Alastair Cook says playing under another England captain will “not be an issue” following his resignation as skipper on Monday.
The 32-year-old opening batsman led England a record 59 times in Tests.
“I hope I can help the next captain with whatever he needs and drive England forward,” Cook told BBC Sport.
“I can’t see, for me, it being an issue being led by someone else. I hope I can be part of it and I’m really looking forward to the next stage.”
Cook took over the England captaincy in 2012 and oversaw series victories in India and South Africa, as well as Ashes victories in 2013 and 2015.
However his tenure also saw a 5-0 Ashes whitewash in Australia in 2013-14, as well as a 4-0 series defeat in India last year.
- Cook ‘drained’ by captaincy – Strauss
- Analysis: Cook had toughest ride as skipper – Agnew
- Cook’s 10 best moments as captain
- BBC Radio 5 live podcast: Cook retires as England Test captain
He is England’s top run scorer in Test cricket with 11,057 runs and 30 centuries.
“It’s a job you need to do at 100% and be committed to everything and I had to be really honest with myself,” Cook added.
“I couldn’t do that anymore. It’s not a job you can do at 95%. I’m sad to walk away but it’s the right time to do it.”
‘Giving captaincy up was hard’
Cook’s last game in charge saw England slip to an innings-and-75-run defeat against India, the culmination of a run of six defeats in their past eight Tests.
The Essex batsman, who was left visibly upset by the final day’s collapse, said after the game that he would consider his future as captain.
“That was kind of maybe the final nail in the coffin. When I left India, I was pretty sure I wouldn’t captain England again,” Cook said.
“Admitting that isn’t the easiest thing to do, certainly not with my character, but it’s the right decision for me and the right decision for the team.
“It’s such an honour to be England captain and all the bits that go with it. Everything I have been involved with, 59 games as captain, I’ve absolutely loved. Giving that away was very hard.”
Next captain should take outside advice
Vice-captain Joe Root is the favourite to take over the Test captaincy, having led Yorkshire several times in the County Championship.
The 26-year-old, who represents England across all three formats, has scored 4,594 runs at an average of 52.80 since making his debut in 2012.
England face Test series in the summer against South Africa and the West Indies, before travelling to Australia in November for the Ashes.
“The one thing I learnt throughout my career as captain is that you need those people outside, looking in, to help you,” Cook said.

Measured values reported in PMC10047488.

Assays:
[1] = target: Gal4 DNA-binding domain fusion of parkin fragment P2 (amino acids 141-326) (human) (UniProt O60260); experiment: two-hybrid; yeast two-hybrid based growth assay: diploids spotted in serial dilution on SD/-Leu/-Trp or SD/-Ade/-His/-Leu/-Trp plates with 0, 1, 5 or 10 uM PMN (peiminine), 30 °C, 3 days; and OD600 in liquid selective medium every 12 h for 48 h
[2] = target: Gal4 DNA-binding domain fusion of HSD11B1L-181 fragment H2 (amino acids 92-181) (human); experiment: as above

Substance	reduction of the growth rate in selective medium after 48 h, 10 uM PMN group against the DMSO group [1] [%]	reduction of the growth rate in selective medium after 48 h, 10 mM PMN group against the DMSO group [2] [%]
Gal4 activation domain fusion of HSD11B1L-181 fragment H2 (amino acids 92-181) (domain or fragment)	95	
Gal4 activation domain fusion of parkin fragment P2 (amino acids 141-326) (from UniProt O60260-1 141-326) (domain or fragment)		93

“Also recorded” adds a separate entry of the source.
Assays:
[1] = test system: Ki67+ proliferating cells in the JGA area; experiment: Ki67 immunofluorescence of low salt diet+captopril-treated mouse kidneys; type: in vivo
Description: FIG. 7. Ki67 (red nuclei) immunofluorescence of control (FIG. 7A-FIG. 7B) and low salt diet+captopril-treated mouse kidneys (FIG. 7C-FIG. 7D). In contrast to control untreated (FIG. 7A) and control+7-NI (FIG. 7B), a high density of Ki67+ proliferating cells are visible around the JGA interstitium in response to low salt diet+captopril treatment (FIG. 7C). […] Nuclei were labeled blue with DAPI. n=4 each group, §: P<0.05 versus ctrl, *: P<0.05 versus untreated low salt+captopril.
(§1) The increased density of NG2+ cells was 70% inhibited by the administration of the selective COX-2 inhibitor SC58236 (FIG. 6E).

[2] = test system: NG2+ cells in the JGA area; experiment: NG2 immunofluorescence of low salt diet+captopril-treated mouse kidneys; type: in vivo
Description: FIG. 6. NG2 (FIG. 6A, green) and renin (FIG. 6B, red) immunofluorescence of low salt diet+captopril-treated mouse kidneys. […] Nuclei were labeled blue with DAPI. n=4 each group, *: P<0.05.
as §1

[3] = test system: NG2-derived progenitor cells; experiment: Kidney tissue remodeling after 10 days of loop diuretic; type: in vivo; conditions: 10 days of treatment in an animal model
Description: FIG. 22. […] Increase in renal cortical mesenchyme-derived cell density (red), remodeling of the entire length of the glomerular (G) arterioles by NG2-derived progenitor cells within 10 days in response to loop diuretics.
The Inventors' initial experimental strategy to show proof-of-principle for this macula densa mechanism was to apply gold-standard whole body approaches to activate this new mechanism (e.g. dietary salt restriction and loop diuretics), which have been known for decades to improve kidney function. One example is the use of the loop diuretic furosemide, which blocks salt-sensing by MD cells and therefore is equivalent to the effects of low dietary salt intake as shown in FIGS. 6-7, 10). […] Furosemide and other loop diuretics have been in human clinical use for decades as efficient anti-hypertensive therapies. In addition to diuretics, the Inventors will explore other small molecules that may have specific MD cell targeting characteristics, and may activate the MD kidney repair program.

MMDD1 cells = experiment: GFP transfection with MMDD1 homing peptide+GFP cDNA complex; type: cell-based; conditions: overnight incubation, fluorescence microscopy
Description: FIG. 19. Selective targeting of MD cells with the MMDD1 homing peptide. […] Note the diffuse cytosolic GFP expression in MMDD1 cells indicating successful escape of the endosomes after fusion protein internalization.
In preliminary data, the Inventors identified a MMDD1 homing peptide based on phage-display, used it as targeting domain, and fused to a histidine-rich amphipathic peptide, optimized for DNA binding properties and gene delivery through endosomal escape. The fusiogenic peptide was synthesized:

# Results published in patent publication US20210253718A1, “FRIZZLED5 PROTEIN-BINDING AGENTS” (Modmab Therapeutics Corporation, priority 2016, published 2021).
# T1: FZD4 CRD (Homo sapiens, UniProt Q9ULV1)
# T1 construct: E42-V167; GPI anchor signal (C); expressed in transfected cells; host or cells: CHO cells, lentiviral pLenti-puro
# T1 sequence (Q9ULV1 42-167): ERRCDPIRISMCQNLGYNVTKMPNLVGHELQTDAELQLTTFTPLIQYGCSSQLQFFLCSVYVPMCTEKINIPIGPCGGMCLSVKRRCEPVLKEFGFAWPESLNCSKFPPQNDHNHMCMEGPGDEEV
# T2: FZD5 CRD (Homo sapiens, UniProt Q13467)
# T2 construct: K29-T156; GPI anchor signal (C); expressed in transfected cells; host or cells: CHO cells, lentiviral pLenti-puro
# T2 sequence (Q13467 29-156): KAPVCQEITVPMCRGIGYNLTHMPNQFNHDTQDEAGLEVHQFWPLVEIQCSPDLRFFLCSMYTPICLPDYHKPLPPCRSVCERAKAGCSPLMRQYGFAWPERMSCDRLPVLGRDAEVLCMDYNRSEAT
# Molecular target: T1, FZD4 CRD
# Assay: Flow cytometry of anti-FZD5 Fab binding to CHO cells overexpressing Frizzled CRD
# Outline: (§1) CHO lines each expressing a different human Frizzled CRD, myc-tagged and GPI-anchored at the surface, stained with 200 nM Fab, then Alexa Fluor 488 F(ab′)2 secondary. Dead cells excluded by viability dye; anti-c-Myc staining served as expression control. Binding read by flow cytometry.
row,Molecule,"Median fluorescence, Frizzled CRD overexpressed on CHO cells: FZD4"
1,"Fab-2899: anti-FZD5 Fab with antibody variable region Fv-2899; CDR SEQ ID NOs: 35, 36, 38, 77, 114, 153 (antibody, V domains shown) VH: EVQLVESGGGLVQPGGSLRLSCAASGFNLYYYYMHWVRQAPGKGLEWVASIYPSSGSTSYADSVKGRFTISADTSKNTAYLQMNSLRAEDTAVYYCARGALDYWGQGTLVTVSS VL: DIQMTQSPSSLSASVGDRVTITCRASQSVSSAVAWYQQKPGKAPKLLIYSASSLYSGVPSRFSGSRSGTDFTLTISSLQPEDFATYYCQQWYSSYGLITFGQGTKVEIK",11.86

“My first couple of years I was pretty stubborn that this is the way I should do it, and I didn’t take that much advice outside of England.
“Actually there’s a lot of very good people who watch a lot of cricket, probably more than all of the guys who are playing, who can offer advice. Finding people you trust that way is vitally important and they can help you.”
Warm receptions in tough times ‘surprised’ Cook
Cook has a win percentage of 40.67 as captain, the fourth best of the six captains to have led England in more than 40 Tests.
As captain he managed the return – and subsequent ending – of batsman Kevin Pietersen’s international career in 2014, a year which saw England lose a Test series against Sri Lanka from the penultimate delivery in Headingley and collapse to a 95-run defeat by India at Lord’s.
Cook described himself as being “pretty much at rock bottom” following the Lord’s defeat, but he received a warm ovation from the crowd in Southampton during England’s next Test, where he made 95.
“When you’re really doubting yourself, to walk out there on that first day was really special for me. It was almost spine-tingling,” he said.
“It surprised me, to have that warmth of reception. A lot of people walked up to me in the street, saying I was the right man to drive it forward.”
Cook added that he felt the decision to end Pietersen’s England career should have been handled better, and that he did not want the saga to define his captaincy.
“I was part of the decision-making process but I don’t have the power, or didn’t have the power, to decide who played for England. I was just asked my opinion about it,” he said.
“However I felt at one time I was a bit of a lightning rod for it. That was a hard six months.
“I wouldn’t want my captaincy to be talked about just because of that. I don’t think it’s fair on myself or on the teams.”
‘Cook has plenty of scoring to do’ – analysis
Former England spinner Monty Panesar on BBC Radio 5 live
Cook has plenty of years left in him and plenty of scoring to do, so I would like to say keep going, keep scoring the runs because he is a run machine.
He is definitely one of the best captains England has ever produced. When the pressure is on, he has the ability to stay calm.
He is probably the toughest cricketer England have ever produced and probably the most mentally tough.
Former England seamer Matthew Hoggard
I don’t think there will be any issues with Cook playing under a new captain. [Cook and Root] are good friends and they get on well.
Without the burden of having to do all the press, the meetings, the thinking on the pitch, you might find Cook goes on and breaks many records with the bat.
Listen to The Tuffers and Vaughan Show on BBC Radio 5 live, Tuesday, 19:30 GMT.